More...
Lizzie Borden: Warps and Wefts - 5/6/2021
[Editor’s note: Guest writer, Peter Dickson, lives in West Sussex, England and has been working with microfilm copies of The Duncan Campbell Papers from the State Library of NSW, Sydney, Australia. The following are some of his analyses of what he has discovered from reading these papers. Dickson has contributed many transcriptions to the Jamaica Family […]
More...
Early American Crime - 2/7/2019
Killed By Cowardly Anarchists. | Hospital Horrors.

Allan Pinkerton.

نحن لا ننام أبدا

Allan Pinkerton, and the organization he founded in 1850, Pinkerton’s National Detective Agency, embodied all the traits that have come to be associated with the mythic American private detective. They were tough, honest, incorruptible, fair-minded, dogged and independent. The Pinkerton logo—a vigilant eye with the motto “We Never Sleep” –was the source of the term “private eye.” But not everyone has been pleased with Pinkerton’s work. Some detractors, then and now, have characterized the Pinkertons as little more than a private army for capitalists.

آلان بينكرتون

Pinkerton came to America from Scotland with his young bride at age 24 and set up a cooperage in Dundee, Illinois. After accidentally discovering a counterfeiting operation, Pinkerton contacted the sheriff of Kane County and assisted the sheriff and his men in arresting the counterfeiters. This series of events led Pinkerton to turn to a career in law enforcement and in 1849 became the first detective in the Chicago Police Department.

He left the police department less than a year later due to “political interference,” and after a brief but successful stint as Special Agent for the U.S. Post Office, Pinkerton opened his own detective bureau, Pinkerton’s National Detective Agency.  One of the company’s first clients was the Illinois Central railroad who had been plagued by train robberies. He was hired by the company’s vice-president, George McClellan; the contract was drawn up by Illinois Central’s attorney, Abraham Lincoln.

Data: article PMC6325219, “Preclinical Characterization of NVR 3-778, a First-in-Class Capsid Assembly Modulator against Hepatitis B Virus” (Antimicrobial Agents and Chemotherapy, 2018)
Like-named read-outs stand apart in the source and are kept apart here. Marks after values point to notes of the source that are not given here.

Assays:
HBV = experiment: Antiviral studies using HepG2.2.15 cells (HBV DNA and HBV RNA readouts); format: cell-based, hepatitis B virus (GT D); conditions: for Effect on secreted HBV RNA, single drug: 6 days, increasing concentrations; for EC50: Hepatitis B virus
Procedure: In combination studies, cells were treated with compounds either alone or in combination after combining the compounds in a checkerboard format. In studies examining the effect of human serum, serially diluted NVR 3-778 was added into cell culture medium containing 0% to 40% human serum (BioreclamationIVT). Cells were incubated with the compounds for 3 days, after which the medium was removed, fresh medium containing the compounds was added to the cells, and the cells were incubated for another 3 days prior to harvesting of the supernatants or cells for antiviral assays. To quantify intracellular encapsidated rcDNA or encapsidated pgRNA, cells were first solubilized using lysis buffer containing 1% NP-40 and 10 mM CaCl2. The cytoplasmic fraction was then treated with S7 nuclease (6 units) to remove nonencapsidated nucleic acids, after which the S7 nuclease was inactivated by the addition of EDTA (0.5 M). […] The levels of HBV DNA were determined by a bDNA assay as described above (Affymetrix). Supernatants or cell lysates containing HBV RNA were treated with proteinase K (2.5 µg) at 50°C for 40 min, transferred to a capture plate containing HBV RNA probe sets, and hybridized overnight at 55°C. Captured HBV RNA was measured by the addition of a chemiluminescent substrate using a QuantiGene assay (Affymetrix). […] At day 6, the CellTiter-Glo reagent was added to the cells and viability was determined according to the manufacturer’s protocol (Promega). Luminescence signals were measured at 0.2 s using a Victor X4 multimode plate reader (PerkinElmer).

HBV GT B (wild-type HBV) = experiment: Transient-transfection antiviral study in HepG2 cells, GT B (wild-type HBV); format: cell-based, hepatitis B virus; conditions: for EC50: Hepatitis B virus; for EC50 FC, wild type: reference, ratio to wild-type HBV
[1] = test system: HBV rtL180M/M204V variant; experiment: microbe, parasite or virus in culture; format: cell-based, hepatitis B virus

Pinkerton’s was not the first private detective agency in America. In an era with no national law enforcement and when state and city police forces were notoriously corrupt and inefficient, private forces had sprung up in most eastern cities. But these organizations tended to provide private substitutes for regular police functions such as recovering stolen goods.; Pinkerton’s was the first agency to specialize in the type of undercover operations commonly associated with modern detective work.

Pinkerton’s agency also differed from other law enforcement groups, public and private, in the high moral standards set for the organization and its operatives. In a document entitled General Principles Pinkerton outlined the company’s moral parameters:

"The Agency will not represent a defendant in a criminal case except with the knowledge and consent of the prosecutor;  they will not shadow jurors or investigate public officials in the performance of their duties, or trade-union officers or members in their lawful union activities; they will not accept employment from one political party against another; they will not report union meetings unless the meetings are open to the public without restriction; they will not work for vice crusaders; they will not accept contingent fees, gratuities or rewards. The Agency will never investigate the morals of a woman unless in connection with another crime, nor will it handle cases of divorce or of a scandalous nature."